My favorite times with him were spent upstairs alone in his room or alone in his living room with the exquisite views of the ocean and sky. These were times when Ram Dass shared and reminisced about his prep school days, about his relationship with his father, travel from Stanford to NY during his college years and his sexuality, his trials and tribulations post stroke.
Ram Dass told me about his discovery! He learned he had a son from a sweet fling while he was a student at Stanford. Peter, his new son brought a whole new aspect to Ram Dass’ life. When he told me the story, I remember he showed me a picture of Peter. I looked at the picture and I asked, “Ram Dass, what are you doing at a Catholic christening?” He said, “That’s my son. Vasu, that’s my son.” I looked at the picture and I looked at Ram Dass and I said, “Ram Dass, he looks just like you.” The delight was in his eyes. I found it precious.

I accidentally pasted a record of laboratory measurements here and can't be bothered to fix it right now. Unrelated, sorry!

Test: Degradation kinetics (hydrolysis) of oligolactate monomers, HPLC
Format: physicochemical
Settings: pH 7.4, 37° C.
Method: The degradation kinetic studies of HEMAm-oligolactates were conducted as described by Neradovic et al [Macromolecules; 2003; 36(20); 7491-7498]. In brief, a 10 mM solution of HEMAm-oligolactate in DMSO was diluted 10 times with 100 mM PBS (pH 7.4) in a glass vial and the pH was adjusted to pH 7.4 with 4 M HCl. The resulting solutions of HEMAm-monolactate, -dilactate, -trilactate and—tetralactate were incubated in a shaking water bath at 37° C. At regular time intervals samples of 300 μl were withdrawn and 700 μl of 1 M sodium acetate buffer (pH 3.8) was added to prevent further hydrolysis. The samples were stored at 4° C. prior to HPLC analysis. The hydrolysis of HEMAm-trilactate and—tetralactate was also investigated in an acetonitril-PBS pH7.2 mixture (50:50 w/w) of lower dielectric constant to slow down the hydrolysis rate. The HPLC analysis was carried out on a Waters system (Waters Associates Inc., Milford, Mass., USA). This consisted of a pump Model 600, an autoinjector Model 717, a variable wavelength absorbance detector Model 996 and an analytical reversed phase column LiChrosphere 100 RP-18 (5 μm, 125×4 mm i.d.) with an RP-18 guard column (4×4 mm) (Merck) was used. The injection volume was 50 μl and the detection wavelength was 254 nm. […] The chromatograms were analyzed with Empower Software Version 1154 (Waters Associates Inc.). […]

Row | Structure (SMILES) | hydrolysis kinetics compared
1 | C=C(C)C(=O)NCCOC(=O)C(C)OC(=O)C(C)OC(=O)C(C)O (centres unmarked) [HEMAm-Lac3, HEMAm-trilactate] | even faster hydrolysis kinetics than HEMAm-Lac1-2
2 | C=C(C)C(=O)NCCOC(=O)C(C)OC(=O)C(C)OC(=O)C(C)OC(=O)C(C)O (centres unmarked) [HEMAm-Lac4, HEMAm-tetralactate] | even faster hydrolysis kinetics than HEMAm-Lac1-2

I noticed Ram Dass transforming over the years when I visited him on Maui. I experienced him getting lighter in weight, his eyes brightening, he was softer. Finding words was becoming more difficult. I found his love light emanating more. I saw this but I felt it physically. I loved visiting. Although, I didn’t get to visit a lot. Each time I did, his “guru-ness” and true wisdom was growing with his aging.
One visit, Ram Dass invited me to the house because Super Soul Sunday was airing. Ram Dass was being interviewed by Oprah. It was airing at 6 am on a Sunday morning. Yes, I said I would be there. I was a fan of Oprah’s. I wouldn’t miss it. He loved to eat and he loved sweets. I made chai, and sure enough, we watched the show. It was touching to share Super Soul Sunday, Oprah and Ram Dass all in one sitting!